Prada’s 2024 Fashion Week Show Proves Bows Are Still Trending

At the start of the new year, the authors of Ins and Outs lists were fighting. Are bows out? Are bows in?Haven’t they been in since 2022? Does that mean they’re definitely out by 2024? There’s a bell curve to trend adoption, they reminded us with an air of expertise. Have the aesthetics repopularized by Simone Rocha and Sandy Liang and Shushu/tong finally run their course? Prada doesn’t think so.

Muiccia Prada and Raf Simons’ runway show, held in Milan earlier today, was abound with repeating motifs of silk bows. The show sent down the runway a number of shift dresses almost comically covered in bows, the flashes and overhead lights catching reflections against their pearly sheen. These particular looks were pushed all the more to the foreground by the rest of the collection, which involved more serious colors and more somber tailoring. Many of the models wore military-style helmet-esque head gear, embellished with what appears to be bird feathers. The collection featured a lot of long pencil skirts made of suiting material and cropped pastel cardigans and knits.

Prada’s show, like many others this season, also included fur trims and collars, so that’s without a doubt a visual point that big names in fashion are insistent to make happen. One model came out in a seemingly random letterman’s jacket with P13 on the breast, a nod to Prada’s 1913 establishment. The actual garment felt somewhat out of place among the rest, but it did speak to a more commercial trend we’ve seen across shows, which is that bombers and cropped sport jackets of the like will certainly be all over What’s New pages on retail websites by year’s end.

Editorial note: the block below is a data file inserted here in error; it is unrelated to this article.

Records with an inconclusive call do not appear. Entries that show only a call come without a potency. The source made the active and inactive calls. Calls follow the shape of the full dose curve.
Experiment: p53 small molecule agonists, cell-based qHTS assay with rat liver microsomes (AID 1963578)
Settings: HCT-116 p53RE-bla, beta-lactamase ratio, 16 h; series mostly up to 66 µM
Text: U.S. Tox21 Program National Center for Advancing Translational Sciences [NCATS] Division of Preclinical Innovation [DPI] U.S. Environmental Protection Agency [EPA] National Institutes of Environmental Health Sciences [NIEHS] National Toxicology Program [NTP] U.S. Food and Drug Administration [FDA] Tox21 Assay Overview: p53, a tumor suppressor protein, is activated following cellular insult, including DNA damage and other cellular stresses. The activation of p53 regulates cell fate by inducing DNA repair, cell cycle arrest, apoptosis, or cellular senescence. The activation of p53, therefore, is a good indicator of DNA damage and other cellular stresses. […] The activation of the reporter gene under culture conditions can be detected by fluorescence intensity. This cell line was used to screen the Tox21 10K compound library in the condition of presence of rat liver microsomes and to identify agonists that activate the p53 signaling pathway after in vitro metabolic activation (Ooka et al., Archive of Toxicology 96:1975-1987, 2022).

“Sometimes it’s just instinctual, absurd things that we love,” said Simons. “To go skiing in cocktail dresses is not so obvious.”

The handbags in the collection were also embellished quite girlishly, but worn with the sophistication of an old woman, dangling from elbows, hands over heart just within reach to clutch pearls if they were there. This speaks to something larger that we always see from Ms. Prada’s designs, which is to say the Prada aesthetic is born out of a tension between a young, eager ingenue and a woman who’s seen modernity change shapes over and back across a human lifetime. In the year of grown women clinging to the last existing Juicy Tube of their girlhoods and young children selling out Drunk Elephant products at Sephora, there’s something quite satisfying to this expression of relaxed femininity.

And while nostalgia seems to be the thing we are either embracing or rejecting in lieu of imagined futures like the one at Schiaparelli, Simons and Prada don’t actually believe that nostalgia is the best the past has to offer.

“Nostalgia is not the point,” Prada said. “You look at history very much to learn something. It was some intellectual who said taking away a piece from the past is separating it from its cage.”

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